13M Filipinos to be Affected by Category 5 Typhoon Haiyan, World’s Strongest in 2013

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By Esther Tanquintic-Misa | November 7, 2013 12:20 PM EST

About 13 million Filipinos stand to get affected by the possible ill effects of Typhoon Haiyan (local name Yolanda), which has morphed into a Category 5 super typhoon, the world's strongest so far in 2013.

Typhoon Haiyan is pictured in this NOAA satellite handout image taken November 6, 2013 at 23:13 UTC. The Philippines evacuated coastal areas and put emergency workers on alert on Wednesday as a storm expected to grow into a super typhoon headed towards central islands still recovering from a 7.2 magnitude earthquake that hit last month. REUTERS/NOAA/Handout via Reuters (PHILIPPINES - Tags: ENVIRONMENT) FOR EDITORIAL USE ONLY. NOT FOR SALE FOR MARKETING OR ADVERTISING CAMPAIGNS. THIS IMAGE HAS BEEN SUPPLIED BY A THIRD PARTY. IT IS DISTRIBUTED, EXACTLY AS RECEIVED BY REUTERS, AS A SERVICE TO CLIENTS

As of early Thursday morning, local weather forecasters have reported Typhoon Haiyan have started batting and dumping rain in the eastern and other sections of Mindanao.

Typhoon Haiyan was described by the Japan Meteorological Agency (JMA) as "violent." It's near-center winds may be at 145 knots (268.54 kph), with gusts already at 175 knots (324.1 kph), according to the United States' Joint Typhoon Warning Center (JTWC). Still, these figures could still change as the super typhoon continues to pack in strength.

Based on the figures, the United Nations Global Disaster Alert and Coordination System is expecting the worst for the people of the Philippines.

"Tropical Cyclone HAIYAN-13 can have a high humanitarian impact based on the maximum sustained wind speed and the affected population and their vulnerability."

"Up to 12.9 million people can be affected by wind speeds of cyclone strength or above," the UN research facility noted. "In addition, 1.7 million people are living in coastal areas below 5m and can therefore be affected by storm surge."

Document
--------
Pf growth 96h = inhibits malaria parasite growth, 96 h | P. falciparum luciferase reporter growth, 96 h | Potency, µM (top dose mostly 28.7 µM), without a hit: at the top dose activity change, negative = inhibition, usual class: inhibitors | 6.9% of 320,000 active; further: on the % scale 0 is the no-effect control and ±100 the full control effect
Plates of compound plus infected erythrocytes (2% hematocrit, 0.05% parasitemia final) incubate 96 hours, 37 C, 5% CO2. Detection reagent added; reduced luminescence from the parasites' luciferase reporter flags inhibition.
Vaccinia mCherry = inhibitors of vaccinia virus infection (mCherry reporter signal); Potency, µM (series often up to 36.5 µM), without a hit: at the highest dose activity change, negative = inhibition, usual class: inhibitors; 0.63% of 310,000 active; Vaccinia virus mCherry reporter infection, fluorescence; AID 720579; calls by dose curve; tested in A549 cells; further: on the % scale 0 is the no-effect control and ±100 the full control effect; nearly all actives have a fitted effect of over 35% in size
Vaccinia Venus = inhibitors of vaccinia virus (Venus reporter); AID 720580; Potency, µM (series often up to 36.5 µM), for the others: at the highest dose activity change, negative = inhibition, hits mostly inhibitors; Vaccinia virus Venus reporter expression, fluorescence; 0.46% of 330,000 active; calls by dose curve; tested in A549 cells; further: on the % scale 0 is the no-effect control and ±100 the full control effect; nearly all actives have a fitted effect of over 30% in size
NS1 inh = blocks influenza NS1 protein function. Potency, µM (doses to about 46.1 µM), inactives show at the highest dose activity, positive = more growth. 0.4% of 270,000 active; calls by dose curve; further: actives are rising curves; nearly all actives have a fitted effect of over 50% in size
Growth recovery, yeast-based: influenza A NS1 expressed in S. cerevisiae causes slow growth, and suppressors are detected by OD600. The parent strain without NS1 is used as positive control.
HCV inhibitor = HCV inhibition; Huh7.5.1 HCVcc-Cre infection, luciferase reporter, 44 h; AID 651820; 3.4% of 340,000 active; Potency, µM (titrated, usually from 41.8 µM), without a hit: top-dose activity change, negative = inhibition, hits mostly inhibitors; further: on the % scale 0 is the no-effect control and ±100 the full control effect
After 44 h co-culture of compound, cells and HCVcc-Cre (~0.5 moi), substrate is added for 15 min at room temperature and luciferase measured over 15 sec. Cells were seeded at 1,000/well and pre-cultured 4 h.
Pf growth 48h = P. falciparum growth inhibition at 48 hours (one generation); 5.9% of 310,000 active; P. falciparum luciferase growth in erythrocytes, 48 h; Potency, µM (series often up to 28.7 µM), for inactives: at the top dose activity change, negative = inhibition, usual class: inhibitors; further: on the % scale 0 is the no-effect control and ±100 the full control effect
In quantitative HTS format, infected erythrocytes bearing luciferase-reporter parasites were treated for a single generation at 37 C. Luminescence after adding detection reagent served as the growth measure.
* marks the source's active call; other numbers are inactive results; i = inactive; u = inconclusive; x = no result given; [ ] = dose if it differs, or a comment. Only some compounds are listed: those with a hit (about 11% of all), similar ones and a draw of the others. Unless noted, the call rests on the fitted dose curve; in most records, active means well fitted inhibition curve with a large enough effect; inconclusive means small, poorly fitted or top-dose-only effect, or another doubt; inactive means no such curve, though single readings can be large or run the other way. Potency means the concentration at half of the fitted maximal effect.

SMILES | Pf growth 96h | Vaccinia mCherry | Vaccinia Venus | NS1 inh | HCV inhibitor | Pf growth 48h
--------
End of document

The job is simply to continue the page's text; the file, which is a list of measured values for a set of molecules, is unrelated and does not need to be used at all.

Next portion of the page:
The Joint Research Center by the European Commission said Typhoon Haiyan's storm surge can reach as high as 2.1 metres or around 10 feet.

"The calculations identify the populated places affected by storm surge up to three days in advance, using the forecasted track. When forecasts change, the associated storm surge changes too and alert levels may go up or down," the JRC said.

In this picture taken October 29, 2012 a truck drives through storm surge flooding of a road during Superstorm Sandy in Southampton, New York. The historic superstorm killed at least 159 people and damaged more than 650,000 homes when it made landfall on October 29, 2012, devastating parts of New York, New Jersey and several other states. TO MATCH ONE YEAR HURRICANE SANDY ANNIVERSARY BEFORE AFTER PACKAGE. Picture 2A. REUTERS/Lucas Jackson (UNITED STATES - Tags: ANNIVERSARY DISASTER ENVIRONMENT)

The Philippines' Department of Science and Technology expects Typhoon Haiyan to make landfall on Samar and Leyte at mid-day on Friday. International weather forecasters predict it will blast the country by Friday morning local time.

The storm, with gust winds recently recorded at 72 mph, is currently in the vicinity of Yap and Palau.

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